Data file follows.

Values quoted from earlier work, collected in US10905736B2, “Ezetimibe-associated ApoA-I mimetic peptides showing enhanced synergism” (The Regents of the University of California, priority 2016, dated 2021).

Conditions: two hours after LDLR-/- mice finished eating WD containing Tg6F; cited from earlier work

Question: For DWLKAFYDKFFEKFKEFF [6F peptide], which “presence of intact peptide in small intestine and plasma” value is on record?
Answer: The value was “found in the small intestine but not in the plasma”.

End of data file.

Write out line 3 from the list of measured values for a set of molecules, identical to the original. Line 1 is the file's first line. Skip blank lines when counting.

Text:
Question: For DWLKAFYDKFFEKFKEFF [6F peptide], which “presence of intact peptide in small intestine and plasma” value is on record?